Why do some refrigerators trip GFI outlets?


Quick Answer

As refrigerators age, the electric motor that drives the compressor responsible for cooling the unit can cause slight electrical current fluctuation, which a ground-fault circuit-interrupter outlet is designed to detect. This minute change in amperage can prove dangerous, indicating a refrigerator that trips GFCI outlets regularly should be replaced.

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Full Answer

Refrigerators use a compressor powered by an electric motor to generate the power necessary to emit cold. As motors age, they can develop slight electrical output issues. The GFCI outlet is designed to detect changes in the amount of electricity flowing into a circuit versus flowing out in order to protect users from electrocution. GFCI outlets are sensitive and able to detect differences in current output as small as 4 or 5 milliamps. When change is detected, the outlet reacts quickly, tripping the circuit in under one-tenth of a second.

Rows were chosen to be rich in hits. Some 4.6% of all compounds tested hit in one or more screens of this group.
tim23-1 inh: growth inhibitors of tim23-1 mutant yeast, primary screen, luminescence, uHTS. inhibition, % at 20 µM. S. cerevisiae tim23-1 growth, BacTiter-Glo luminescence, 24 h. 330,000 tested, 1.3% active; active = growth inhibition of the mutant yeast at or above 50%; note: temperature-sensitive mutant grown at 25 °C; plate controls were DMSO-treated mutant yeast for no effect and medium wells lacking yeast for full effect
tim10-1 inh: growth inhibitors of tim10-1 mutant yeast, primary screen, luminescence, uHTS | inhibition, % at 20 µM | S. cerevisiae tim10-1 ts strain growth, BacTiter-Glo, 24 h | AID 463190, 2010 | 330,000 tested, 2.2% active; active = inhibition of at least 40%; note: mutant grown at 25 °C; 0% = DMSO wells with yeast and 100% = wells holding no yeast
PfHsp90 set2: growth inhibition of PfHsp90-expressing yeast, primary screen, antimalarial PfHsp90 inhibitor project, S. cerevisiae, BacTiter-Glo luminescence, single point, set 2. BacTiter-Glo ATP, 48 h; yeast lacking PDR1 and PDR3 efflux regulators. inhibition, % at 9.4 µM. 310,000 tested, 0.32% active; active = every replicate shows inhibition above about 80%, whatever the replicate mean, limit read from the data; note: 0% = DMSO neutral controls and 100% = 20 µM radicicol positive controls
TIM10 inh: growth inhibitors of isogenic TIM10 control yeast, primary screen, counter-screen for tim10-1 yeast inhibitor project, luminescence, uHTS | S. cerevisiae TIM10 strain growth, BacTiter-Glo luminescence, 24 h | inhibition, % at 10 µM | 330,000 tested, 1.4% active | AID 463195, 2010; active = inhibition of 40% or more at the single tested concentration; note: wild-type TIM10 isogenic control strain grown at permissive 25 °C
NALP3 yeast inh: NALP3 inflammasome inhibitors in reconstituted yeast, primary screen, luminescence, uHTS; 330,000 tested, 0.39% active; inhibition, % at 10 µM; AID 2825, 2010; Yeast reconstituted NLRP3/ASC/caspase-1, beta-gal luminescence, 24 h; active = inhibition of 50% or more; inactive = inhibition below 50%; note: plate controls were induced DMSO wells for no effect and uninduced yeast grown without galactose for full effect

Refrigerators use a large amount of electricity, generally taking between 900 and 1,500 watts to operate. A GFCI outlet can also trip due to circuit overload. This happens most commonly when a GFCI outlet shares a circuit with other frequently used outlets.

Many aging electric-motor-powered devices can begin to exhibit modest fluctuations in electric output during everyday use. If a refrigerator excessively trips a GFCI outlet, it should be considered for replacement.

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